The UK is likely to be the hardest-hit by Covid-19 among major economies, a leading agency has warned.
Britain’s economy is likely to slump by 11.5% in 2020, slightly outstripping falls in countries such as Germany, France, Spain and Italy, it said.
If there were a second peak in the pandemic, the UK economy could contract by 14%.
The Organisation for Economic Co-operation and Development described the impact as “dire” everywhere.
It said that in what it called a “single-hit scenario”, with no second peak, there could be contractions of 11.4% in France, 11.1% in Spain, 11.3% in Italy and 6.6% in Germany.
In its latest assessment, the OECD found that the trade, tourism, and hospitality sectors, which make up large parts of the UK’s service-based economy, have suffered under lockdown restrictions introduced by the government.
In response to the think tank’s report, Chancellor Rishi Sunak said the UK was not the only one to suffer: “In common with many other economies around the world, we’re seeing the significant impact of coronavirus on our country and our economy.
“The unprecedented action we’ve taken to provide lifelines that help people and businesses through the economic disruption will ensure our economic recovery is as strong and as swift as possible.”
The Paris-based organisation says that five years or more of income growth could be lost in many countries as a result of the pandemic.
The OECD has looked at two scenarios for how the pandemic might unfold.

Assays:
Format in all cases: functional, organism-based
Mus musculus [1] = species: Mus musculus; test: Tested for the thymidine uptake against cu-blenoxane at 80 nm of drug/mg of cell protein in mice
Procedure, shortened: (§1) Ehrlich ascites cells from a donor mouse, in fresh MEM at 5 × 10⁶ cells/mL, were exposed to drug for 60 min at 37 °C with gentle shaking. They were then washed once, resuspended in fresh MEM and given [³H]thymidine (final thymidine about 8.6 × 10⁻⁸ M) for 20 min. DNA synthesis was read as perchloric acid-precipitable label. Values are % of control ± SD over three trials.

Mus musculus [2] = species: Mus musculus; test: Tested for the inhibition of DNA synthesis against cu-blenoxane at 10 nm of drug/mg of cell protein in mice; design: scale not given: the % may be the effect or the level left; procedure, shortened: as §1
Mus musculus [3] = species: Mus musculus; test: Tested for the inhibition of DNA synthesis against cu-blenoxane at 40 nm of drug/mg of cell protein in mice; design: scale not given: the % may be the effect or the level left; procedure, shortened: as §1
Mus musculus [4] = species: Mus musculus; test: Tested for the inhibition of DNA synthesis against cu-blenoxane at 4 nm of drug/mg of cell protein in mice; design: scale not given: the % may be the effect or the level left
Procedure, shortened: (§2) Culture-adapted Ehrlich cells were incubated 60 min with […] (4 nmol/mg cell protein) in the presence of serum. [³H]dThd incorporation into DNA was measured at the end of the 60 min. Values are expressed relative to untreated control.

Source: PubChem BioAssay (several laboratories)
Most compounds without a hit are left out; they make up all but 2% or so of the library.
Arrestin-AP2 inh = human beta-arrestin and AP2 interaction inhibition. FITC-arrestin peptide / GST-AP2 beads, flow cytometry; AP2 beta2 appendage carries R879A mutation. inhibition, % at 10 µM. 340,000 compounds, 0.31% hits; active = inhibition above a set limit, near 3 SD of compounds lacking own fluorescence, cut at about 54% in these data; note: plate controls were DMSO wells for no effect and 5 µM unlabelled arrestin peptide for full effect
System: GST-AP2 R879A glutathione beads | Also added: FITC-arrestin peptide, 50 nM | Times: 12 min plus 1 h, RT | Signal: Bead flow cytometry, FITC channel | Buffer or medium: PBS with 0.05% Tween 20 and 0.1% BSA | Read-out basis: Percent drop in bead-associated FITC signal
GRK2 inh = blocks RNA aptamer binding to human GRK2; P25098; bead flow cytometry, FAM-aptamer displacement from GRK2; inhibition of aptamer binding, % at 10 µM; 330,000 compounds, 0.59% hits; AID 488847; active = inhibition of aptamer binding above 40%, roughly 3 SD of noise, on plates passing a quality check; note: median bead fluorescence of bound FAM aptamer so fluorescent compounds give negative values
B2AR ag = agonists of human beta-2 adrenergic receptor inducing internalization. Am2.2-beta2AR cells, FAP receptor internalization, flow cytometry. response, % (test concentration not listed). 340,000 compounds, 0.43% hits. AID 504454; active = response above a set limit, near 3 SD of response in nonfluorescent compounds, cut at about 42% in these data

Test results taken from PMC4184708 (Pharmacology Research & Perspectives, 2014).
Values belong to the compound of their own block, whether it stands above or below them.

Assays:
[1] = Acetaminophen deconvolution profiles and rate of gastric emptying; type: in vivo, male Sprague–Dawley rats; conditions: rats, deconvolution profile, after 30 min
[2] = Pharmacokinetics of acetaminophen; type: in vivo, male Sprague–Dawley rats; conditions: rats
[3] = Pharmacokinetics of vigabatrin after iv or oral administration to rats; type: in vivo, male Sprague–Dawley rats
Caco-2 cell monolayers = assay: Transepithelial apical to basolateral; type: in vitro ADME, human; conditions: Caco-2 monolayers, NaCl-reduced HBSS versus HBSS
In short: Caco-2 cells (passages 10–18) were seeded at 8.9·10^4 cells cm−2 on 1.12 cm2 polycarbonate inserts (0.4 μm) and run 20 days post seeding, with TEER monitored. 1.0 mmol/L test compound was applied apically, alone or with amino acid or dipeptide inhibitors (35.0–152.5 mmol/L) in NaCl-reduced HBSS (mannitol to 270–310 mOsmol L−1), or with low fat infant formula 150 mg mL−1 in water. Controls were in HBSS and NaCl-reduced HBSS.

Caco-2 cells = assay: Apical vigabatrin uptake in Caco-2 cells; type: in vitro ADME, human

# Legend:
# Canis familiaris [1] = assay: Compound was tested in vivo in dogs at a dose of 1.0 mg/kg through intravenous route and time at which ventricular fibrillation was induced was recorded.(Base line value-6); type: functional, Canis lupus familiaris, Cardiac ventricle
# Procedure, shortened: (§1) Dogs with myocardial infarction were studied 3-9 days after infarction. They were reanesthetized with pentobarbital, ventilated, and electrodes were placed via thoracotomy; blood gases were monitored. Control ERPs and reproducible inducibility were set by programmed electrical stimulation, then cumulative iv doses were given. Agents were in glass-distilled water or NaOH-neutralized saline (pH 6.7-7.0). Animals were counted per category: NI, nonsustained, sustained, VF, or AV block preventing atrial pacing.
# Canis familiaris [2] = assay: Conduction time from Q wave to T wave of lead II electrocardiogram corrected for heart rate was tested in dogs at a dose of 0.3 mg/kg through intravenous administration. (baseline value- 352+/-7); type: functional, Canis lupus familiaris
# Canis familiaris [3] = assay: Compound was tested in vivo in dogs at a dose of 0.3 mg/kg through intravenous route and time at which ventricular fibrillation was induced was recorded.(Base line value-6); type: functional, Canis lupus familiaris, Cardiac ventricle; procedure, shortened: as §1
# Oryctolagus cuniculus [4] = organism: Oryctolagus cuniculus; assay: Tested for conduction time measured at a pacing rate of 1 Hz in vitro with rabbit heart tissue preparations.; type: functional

In the more severe case, the global economy could shrink by 7.6% over this year.
Although the report says that the pandemic has started to recede in many countries, and activity has begun to pick up, it does not expect a convincing recovery. It sees the outlook for public health as extremely uncertain and that is reflected in the decision to assess two alternative scenarios.
In the more moderate scenario, the virus continues to gradually recede. In the alternative, there is a second wave of contagion which erupts later in 2020.
The report describes both outlooks as sobering. In neither can economic activity return to normal within the period the OECD considers. The deep recession now underway will be followed by a slow recovery.
In the gloomier of the two possibilities, the decline this year could be very severe.
In that scenario two countries – France and Spain – would suffer even deeper declines in economic activity than the UK this year.
That 7.6% global forecast is significantly worse than what was foreseen by other agencies – such as the International Monetary Fund and the World Bank – who have warned about the high level of uncertainty attached to their forecasts.
By the end of 2021, the report says that five or more years of income growth could be lost in many countries. It says the impact on livelihoods will be especially severe among the most vulnerable groups.
The OECD also says the pandemic has accelerated the shift from what it calls “great integration” to “great fragmentation”. That is essentially a setback for globalisation, reflected in additional trade and investment restrictions and many borders that are closed at least while the health crisis persists.